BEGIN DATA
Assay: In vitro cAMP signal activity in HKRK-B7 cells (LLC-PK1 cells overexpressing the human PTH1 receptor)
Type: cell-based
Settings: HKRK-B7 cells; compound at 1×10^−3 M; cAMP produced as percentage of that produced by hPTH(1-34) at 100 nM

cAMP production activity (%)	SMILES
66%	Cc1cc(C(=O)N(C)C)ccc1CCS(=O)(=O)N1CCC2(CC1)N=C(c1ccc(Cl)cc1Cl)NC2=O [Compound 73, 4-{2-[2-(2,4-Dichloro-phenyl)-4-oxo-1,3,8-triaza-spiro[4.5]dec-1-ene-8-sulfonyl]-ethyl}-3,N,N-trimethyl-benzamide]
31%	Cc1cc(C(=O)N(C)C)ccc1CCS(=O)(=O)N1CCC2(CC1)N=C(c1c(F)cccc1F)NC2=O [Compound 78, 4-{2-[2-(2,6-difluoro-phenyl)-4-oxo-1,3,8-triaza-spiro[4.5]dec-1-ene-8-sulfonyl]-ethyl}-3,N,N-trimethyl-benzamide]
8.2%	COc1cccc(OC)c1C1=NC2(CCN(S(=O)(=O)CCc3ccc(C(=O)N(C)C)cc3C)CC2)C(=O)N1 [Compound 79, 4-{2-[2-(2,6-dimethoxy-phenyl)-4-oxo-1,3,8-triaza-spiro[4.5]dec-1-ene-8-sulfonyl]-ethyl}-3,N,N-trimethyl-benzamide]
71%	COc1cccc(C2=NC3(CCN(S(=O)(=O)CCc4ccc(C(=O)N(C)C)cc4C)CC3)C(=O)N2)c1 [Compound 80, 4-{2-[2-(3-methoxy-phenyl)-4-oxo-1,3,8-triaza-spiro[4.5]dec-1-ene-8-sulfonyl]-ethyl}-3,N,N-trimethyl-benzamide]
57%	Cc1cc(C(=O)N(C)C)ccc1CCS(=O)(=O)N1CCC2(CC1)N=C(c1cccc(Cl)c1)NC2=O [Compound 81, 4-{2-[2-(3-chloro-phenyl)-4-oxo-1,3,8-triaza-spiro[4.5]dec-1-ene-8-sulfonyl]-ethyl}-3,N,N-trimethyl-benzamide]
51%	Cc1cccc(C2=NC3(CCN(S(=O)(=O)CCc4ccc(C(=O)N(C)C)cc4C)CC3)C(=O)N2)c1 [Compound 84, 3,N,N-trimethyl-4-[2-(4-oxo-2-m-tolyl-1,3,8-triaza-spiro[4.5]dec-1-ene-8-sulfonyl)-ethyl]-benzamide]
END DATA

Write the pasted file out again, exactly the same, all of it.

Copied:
Assay: In vitro cAMP signal activity in HKRK-B7 cells (LLC-PK1 cells overexpressing the human PTH1 receptor)
Type: cell-based
Settings: HKRK-B7 cells; compound at 1×10^−3 M; cAMP produced as percentage of that produced by hPTH(1-34) at 100 nM

cAMP production activity (%)	SMILES
66%	Cc1cc(C(=O)N(C)C)ccc1CCS(=O)(=O)N1CCC2(CC1)N=C(c1ccc(Cl)cc1Cl)NC2=O [Compound 73, 4-{2-[2-(2,4-Dichloro-phenyl)-4-oxo-1,3,8-triaza-spiro[4.5]dec-1-ene-8-sulfonyl]-ethyl}-3,N,N-trimethyl-benzamide]
31%	Cc1cc(C(=O)N(C)C)ccc1CCS(=O)(=O)N1CCC2(CC1)N=C(c1c(F)cccc1F)NC2=O [Compound 78, 4-{2-[2-(2,6-difluoro-phenyl)-4-oxo-1,3,8-triaza-spiro[4.5]dec-1-ene-8-sulfonyl]-ethyl}-3,N,N-trimethyl-benzamide]
8.2%	COc1cccc(OC)c1C1=NC2(CCN(S(=O)(=O)CCc3ccc(C(=O)N(C)C)cc3C)CC2)C(=O)N1 [Compound 79, 4-{2-[2-(2,6-dimethoxy-phenyl)-4-oxo-1,3,8-triaza-spiro[4.5]dec-1-ene-8-sulfonyl]-ethyl}-3,N,N-trimethyl-benzamide]
71%	COc1cccc(C2=NC3(CCN(S(=O)(=O)CCc4ccc(C(=O)N(C)C)cc4C)CC3)C(=O)N2)c1 [Compound 80, 4-{2-[2-(3-methoxy-phenyl)-4-oxo-1,3,8-triaza-spiro[4.5]dec-1-ene-8-sulfonyl]-ethyl}-3,N,N-trimethyl-benzamide]
57%	Cc1cc(C(=O)N(C)C)ccc1CCS(=O)(=O)N1CCC2(CC1)N=C(c1cccc(Cl)c1)NC2=O [Compound 81, 4-{2-[2-(3-chloro-phenyl)-4-oxo-1,3,8-triaza-spiro[4.5]dec-1-ene-8-sulfonyl]-ethyl}-3,N,N-trimethyl-benzamide]
51%	Cc1cccc(C2=NC3(CCN(S(=O)(=O)CCc4ccc(C(=O)N(C)C)cc4C)CC3)C(=O)N2)c1 [Compound 84, 3,N,N-trimethyl-4-[2-(4-oxo-2-m-tolyl-1,3,8-triaza-spiro[4.5]dec-1-ene-8-sulfonyl)-ethyl]-benzamide]